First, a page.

More important, the emphasis is on careful stock selection. “We try to buy wealth-creating companies that benefit from strong competitive advantages and are run by capable honest managers. And we like to pay a discounted price.”

There are no hard and fast rules on identifying a stock, says Wong, as it might be cheap on a discounted cash flow basis, yet the same company may be expensive on an asset basis. “You want to hold both ideas up in the air. It’s like being a judge, not a plaintiff.”

Go with global moats

Running a portfolio of about 65 stocks, Wong likes long-term holdings such as Visa Inc. (V), the world’s largest credit card network. “It has a very strong competitive advantage because it’s very difficult to replicate Visa’s global presence,” says Wong, noting that the firm has over one billion cardholders. “Management has been very prudent with its capital. It has returned money to shareholders. And strategically it has made a number of moves that made sense,” says Wong, adding that Visa has benefitted from its partnerships with new entrants such as Apple and Google. 

From a valuation standpoint, Wong admits the stock, trading at 33 times historic earnings, is not cheap. The share price is US$175. “We look a range of prices, rather than a specific price,” says Wong, who declines to offer a target within 12 months. He also points to Visa’s track record of growth and limited downside. “We are looking for a company that has a favorable distribution of outcomes. It has a more muted downside, but substantial upside. How do you get that? It comes down to a strong business and strong management.”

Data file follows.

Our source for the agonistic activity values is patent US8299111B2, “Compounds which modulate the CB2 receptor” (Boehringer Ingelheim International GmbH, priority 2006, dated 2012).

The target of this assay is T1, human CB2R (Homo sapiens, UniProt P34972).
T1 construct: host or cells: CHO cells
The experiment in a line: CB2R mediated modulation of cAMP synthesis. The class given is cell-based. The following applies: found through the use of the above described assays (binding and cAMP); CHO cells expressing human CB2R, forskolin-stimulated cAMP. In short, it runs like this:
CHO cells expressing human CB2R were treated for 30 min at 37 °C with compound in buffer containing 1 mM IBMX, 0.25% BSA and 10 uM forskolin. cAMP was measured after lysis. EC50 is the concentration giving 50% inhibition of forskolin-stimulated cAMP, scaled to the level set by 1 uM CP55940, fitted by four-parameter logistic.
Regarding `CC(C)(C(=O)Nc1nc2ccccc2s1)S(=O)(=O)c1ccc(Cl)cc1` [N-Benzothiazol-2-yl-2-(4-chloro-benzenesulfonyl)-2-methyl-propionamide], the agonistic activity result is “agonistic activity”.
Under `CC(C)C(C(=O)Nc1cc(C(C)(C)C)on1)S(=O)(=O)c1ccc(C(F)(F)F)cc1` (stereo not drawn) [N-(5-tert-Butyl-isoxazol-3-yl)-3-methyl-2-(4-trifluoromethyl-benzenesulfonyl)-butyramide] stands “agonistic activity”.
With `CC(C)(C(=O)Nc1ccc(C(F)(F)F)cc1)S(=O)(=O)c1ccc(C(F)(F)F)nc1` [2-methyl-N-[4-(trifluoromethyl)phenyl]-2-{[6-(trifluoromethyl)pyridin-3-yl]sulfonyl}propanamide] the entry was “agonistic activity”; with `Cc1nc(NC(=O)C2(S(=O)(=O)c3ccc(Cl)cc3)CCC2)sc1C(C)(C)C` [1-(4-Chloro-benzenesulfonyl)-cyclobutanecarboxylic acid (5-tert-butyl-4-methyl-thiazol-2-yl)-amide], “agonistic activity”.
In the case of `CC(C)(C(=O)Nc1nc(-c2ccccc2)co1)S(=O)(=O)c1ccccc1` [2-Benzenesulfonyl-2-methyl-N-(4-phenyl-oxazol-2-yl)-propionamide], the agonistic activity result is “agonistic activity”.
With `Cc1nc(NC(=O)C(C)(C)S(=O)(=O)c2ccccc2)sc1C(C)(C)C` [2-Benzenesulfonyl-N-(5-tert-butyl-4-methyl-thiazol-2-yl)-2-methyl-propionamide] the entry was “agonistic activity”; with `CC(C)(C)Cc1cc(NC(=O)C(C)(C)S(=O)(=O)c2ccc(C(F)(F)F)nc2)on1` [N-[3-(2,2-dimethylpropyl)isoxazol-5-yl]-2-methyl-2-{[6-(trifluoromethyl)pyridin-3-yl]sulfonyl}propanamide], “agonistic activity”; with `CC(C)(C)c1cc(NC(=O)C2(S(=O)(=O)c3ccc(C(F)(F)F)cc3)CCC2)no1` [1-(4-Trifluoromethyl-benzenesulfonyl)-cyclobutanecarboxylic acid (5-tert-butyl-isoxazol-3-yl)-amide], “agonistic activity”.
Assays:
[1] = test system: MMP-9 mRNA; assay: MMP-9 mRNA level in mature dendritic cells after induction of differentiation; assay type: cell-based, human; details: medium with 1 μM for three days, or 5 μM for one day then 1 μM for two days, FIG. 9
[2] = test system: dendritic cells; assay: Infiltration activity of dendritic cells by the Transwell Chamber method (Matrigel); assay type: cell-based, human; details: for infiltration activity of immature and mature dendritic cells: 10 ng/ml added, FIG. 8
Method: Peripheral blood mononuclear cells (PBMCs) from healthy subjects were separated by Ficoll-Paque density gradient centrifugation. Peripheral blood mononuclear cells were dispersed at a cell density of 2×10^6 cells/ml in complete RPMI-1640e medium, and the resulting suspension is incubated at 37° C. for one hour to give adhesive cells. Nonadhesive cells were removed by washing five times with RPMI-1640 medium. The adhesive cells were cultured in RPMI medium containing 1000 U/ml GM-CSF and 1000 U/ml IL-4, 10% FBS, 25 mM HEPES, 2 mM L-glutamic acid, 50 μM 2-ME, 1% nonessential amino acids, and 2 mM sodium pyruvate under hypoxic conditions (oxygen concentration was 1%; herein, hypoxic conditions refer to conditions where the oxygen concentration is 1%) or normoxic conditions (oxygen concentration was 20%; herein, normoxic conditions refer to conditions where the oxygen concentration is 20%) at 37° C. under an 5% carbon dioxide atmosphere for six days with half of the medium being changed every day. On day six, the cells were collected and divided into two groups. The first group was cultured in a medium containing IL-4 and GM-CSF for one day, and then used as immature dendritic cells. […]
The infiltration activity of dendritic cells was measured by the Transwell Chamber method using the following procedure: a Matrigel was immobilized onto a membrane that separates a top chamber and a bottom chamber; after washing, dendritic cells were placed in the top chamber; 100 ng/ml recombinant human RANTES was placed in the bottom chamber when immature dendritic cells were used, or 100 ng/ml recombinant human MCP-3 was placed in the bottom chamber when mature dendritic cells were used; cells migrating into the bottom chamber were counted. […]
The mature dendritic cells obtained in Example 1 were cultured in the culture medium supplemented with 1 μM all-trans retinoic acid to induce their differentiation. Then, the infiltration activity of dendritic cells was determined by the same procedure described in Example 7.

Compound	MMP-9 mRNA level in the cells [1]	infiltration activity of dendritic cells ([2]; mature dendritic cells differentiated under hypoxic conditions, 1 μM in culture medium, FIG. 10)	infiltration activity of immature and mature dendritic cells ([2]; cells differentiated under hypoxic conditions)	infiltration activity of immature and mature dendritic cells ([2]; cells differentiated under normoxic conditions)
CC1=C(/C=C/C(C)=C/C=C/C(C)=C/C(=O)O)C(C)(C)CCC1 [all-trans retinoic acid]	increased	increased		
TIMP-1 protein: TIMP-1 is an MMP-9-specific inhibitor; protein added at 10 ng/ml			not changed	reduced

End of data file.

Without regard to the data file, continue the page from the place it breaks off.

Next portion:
In a similar vein, he likes Microsoft Corp. (MSFT), which like Visa, is a globally dominant player in the software industry. “When I look at my own firm, we use over 20 different Microsoft products. Any given product could be substituted with something else. But it would be very difficult to substitute all 20,” says Wong. “At the end of the day, Microsoft provides a lot of benefits for relatively small cost. When I look at how much I use Excel, versus what they charge me per month, it’s still very small. A lot of their products are designed to work with their other products, so it’s hard for competitors to replicate that.”

Under a new chief executive officer, Satya Nadella, the firm has expanded into cloud-computing. At the same time, the firm is still AAA-rated, and has about US$133 billion in cash on the balance sheet. The stock is US$138 and trading at 27 times historic earnings. “It’s not cheap,” concedes Wong. “But it has been growing its earnings at around 10% a year.”

From a performance standpoint, Mawer US Equity has returned 21.1% year-to-date (Oct.4), versus 15% for the median fund in the US equity category. Over the last five years, it has averaged 16.1%, versus 11.06% for the median fund.

Going forward, Wong makes no promises about the future. He also admits that there are not many U.S. companies trading at a discount. “But on the flip side, we are seeing a lot of companies that might be severely impacted by various macro-economic actions. It could be due to trade wars, or health-care reform in the U.S., or monetary policies. We are also seeing companies with stretched balance sheets, or involved in non-money making ventures,” says Wong. “At the same time, we’re seeing companies with solid growth, good management and trading at reasonable prices, or maybe even cheap, given very low interest rates. On a bottom-up basis, we are seeing quite a dichotomy.”

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Securities Mentioned in Article

Security NamePriceChange (%)Morningstar Rating
Microsoft Corp442.57 USD0.22Rating
Visa Inc Class A270.66 USD-0.20Rating

About Author

Michael Ryval  is a Toronto-based freelance writer who specializes in business and investing.